While I think these initiatives are great, they don’t really solve the bigger issue of disposable plastic. Recycling, as useful and good as it can be, is not an ideal solution. Plastic can never be fully recycled, but is always ‘down-cycled’ into a lesser form of itself until it cannot be reworked and eventually gets landfilled. The most important task is to educate people about the importance of reusability, and get people off their addictions to bottled water and soda and onto using reusable bottles and cups.


Where Trade Threatens Biodiversity – Scientific American


These maps show the “threat hotspots” around the world where consumption in the U.S. and Japan impact endangered wildlife.

One of the major threats to biodiversity worldwide is international trade. The production of goods for export often involves logging, mining, fishing or other activities that can damage natural habitats. To figure out where the drive for these goods is coming from, researchers traced the production of goods in one country to consumers in another. The maps in this video show how consumers in the US and Japan are endangering animal species in ‘threat hotspots’ around the world.

Racial Emotional Editing on the Internet

It is easy to feel disconnected from human beings to whom we are neither related by blood nor fate and with whom we share few cultural connections;people whose range of emotional expression and personalities may feel very different from our own or from anyone we know.

 And so bear this in mind;however many kinds of snow there are,and however many words for them, they all, in the end,melt down to water.

Project Eyes on the Seas

The Pew Charitable Trusts launched a groundbreaking technology platform that will help authorities monitor, detect, and respond to illicit fishing activity across the world’s oceans.  Project Eyes on the Seas combines satellite monitoring of the oceans with other information, such as fishing-vessel databases and oceanographic data, to help authorities detect suspicious fishing activity far more efficiently than has been possible in the past— often in near-real time. This video was updated with a newer version on Dec. 8, 2015.


Even with gains in ship identification, port protocols, and coordinated policing, authorities need cost-effective ways to monitor national waters and scan the vast oceans for suspicious activity. Launched in 2015 with the U.K.-based innovation center Satellite Applications Catapult, Pew’s Project Eyes on the Seas provides a way to do that. The joint project helps fill in gaps in other monitoring platforms by combining and integrating multiple layers of data to make sure vessels can be seen whether they are properly transmitting their positions or not.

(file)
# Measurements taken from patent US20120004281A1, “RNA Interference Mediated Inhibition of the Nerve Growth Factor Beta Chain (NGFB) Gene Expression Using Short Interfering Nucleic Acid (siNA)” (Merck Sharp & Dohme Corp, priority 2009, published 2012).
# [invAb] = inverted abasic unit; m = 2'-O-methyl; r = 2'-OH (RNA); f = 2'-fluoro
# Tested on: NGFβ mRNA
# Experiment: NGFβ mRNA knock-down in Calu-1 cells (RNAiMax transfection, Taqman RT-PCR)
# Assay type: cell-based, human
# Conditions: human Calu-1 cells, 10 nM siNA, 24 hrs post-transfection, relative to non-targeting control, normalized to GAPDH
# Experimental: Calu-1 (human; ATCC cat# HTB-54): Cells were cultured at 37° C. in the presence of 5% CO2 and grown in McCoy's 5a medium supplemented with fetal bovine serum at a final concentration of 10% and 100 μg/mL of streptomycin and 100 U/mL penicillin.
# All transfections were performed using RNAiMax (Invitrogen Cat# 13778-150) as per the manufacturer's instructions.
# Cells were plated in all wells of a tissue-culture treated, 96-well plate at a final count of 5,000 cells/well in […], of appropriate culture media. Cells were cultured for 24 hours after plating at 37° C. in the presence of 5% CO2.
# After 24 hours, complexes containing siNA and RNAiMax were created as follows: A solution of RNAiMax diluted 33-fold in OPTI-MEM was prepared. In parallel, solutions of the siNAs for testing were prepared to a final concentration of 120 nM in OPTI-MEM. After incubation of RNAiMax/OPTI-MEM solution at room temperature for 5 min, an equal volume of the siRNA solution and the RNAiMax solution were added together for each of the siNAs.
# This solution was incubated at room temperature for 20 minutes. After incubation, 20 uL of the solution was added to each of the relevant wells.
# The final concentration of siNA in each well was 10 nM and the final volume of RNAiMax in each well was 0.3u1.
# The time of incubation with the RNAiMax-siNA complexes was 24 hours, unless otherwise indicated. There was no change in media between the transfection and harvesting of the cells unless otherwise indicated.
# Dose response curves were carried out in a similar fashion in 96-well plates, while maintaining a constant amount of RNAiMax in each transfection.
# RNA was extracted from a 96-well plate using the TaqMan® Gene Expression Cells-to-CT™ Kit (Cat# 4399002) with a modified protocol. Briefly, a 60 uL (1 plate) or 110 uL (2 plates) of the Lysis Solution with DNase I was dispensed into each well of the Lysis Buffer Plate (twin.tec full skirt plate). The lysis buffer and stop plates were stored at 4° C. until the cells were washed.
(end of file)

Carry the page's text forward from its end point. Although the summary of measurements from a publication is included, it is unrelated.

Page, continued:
The system combines data from multiple sources—including space-based radar and photographic imagery, vessels’ electronic transponders, and databases of authorized and blacklisted vessels and oceanographic and environmental data—to help authorities detect questionable fishing operations. Governments can take a proactive approach to combat illegal, unreported, and unregulated (IUU) fishing because Project Eyes on the Seas provides critical information to countries that lack the capacity to build such monitoring systems on their own.

The U.K. government is using the system to monitor marine reserves around the Pitcairn and Ascension islands in the southern Pacific. Several members of the Polynesian Leaders Group—Niue, Tonga, Samoa, and the Cook Islands—have signed on as well. They plan to use the integrated monitoring platform to supplement ongoing surveillance efforts in their waters. We also are in talks with other governments interested in benefitting from the project’s capabilities. Continuing the initial focus of this work, we are committed to making this service available to even the most resource-poor countries, many of which are plagued by illegal fishing precisely because they lack the capability to effectively patrol their waters.

What’s next?

In 2016, Pew and the Satellite Applications Catapult will work to further develop this platform so that information can be available to those who need it most. Our vision is a system through which any fisheries authority, or any market entity, can have access to reliable data that can be used to make smart decisions. While this would spur enforcement actions, it would help businesses seeking a robust traceability system for their seafood products, and it would also protect the market from illegally caught fish.